Posted May 4, 2018 in Estate Planning by Michael Lonich.

Going through divorce may be one of the most challenging and stressful ordeals you will experience. There are numerous questions you have to answer, a slew of documents you have to dig up, and brings an incredible amount of emotional turmoil. While you may be ready to forget your ex-spouse completely, do not forget to change your estate plan.  If you have a previous plan, you likely named your ex-spouse as the successor trustee, executor, power of attorney, and/or beneficiary. It is very unlikely that you will want to leave your ex-spouse in that role, making it vital to change your estate plan.

In a revocable trust, the trustor or trustee, not the beneficiary, has control over when and if the benefits are distributed. However, when you die, whomever you named as executor of your will or successor trustee of your trust will have control over when and if the benefits are distributed. It is likely that you would designate your spouse as executor and successor trustee during marriage, so it will be important to have a new estate plan done, in order to designate a new person to fill these rolls. It is your decision who will fill the roles. Your executor or trustee does not need any special training, but must be an organized, prudent, responsible, and honest person. Additionally, you will want to consider who is named as beneficiary on any retirement accounts, life insurance, or additional benefits. If you had named your spouse, you would want to give your estate attorney at least one new person who would be a beneficiary.

While most assets are subject to your estate plan at death, there are some exceptions. These exceptions include life insurance policies, IRAs, and other tax-deferred retirement plans. These are distributed according to beneficiary designations, which override the designation in your will or trust. It is important to update beneficiary designations right after the divorce, if you choose not to during the process, as just updating your estate plan will not affect who gets the benefits of these plans.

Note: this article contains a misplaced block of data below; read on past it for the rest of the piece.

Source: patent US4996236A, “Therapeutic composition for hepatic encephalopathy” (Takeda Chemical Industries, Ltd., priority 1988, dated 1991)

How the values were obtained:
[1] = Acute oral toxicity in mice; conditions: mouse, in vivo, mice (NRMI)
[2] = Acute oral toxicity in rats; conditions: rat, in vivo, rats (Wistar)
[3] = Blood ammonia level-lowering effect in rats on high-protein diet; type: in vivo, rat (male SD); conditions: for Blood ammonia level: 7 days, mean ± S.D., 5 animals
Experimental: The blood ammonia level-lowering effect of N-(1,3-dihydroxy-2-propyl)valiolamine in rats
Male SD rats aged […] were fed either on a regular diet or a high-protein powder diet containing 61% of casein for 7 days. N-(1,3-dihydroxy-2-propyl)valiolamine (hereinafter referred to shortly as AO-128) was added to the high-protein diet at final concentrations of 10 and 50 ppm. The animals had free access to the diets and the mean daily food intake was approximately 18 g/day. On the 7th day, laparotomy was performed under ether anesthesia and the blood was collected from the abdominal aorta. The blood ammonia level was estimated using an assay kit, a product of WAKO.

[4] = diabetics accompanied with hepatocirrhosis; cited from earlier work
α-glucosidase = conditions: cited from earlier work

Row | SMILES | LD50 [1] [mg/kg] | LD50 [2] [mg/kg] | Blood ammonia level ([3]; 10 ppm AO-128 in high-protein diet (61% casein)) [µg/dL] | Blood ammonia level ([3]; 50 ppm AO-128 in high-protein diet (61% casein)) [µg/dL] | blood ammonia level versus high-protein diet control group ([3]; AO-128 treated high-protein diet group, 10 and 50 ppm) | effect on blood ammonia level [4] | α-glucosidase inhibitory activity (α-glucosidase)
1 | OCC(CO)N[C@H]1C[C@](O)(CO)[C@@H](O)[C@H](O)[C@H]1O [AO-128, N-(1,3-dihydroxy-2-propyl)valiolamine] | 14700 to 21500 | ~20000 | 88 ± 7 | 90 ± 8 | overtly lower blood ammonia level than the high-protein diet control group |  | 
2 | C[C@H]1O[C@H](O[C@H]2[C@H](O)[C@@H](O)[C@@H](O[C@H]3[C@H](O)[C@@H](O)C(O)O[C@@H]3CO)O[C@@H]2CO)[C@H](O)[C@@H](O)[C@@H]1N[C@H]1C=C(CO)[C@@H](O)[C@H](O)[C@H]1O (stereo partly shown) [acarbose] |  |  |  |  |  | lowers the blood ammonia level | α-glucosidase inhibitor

Further, if your ex is your agent on your durable power of attorney for property, you should consider changing his/her name immediately to prevent your ex from having unlimited access to bank accounts or financial assets. Additionally, you should name another person as your agent to make health care decisions for you if you are unable to make your own decisions. It is important to also name an alternate agent to act for you if your first choice is not willing, able, or reasonably available to make decisions for you.  You may choose to limit the authority of your agent, but if you choose not to limit his/her authority, they may, but are not limited to, consent or refuse care, treatment, or procedures, agree to tests, surgery, and medication, and designate anatomical gifts. Who you choose to make these decisions should be someone you believe understands and will respect your wishes.

Finally, you may also be wondering how to provide for your minor children in the event of your death, if your ex has no custody rights over them. You should nominate a guardian to supervise and care for your child until he/she is 18 years old. Under California law, a minor child would not be legally qualified to care for him/herself, or to manage his/her own property. You can make the designation in your estate plan.

If you are seeking information or counsel regarding estate planning or protecting your property during divorce, please contact one of the experienced attorneys at Lonich Patton Erlich Policastri – we offer free half-hour consultations. We also offer free wills to all of our family law clients during the process of their divorce.

Lastly, please remember that each individual situation is unique, and results discussed in this post are not a guarantee of future results.  While this post may detail general legal issues, it is not legal advice.  Use of this site does not create an attorney-client relationship.

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  • Michael Lonich : "Hello Mr. Barrett, Please feel free to share our information! Thank you, Lonich Patton Erlich Policastri, LLP "

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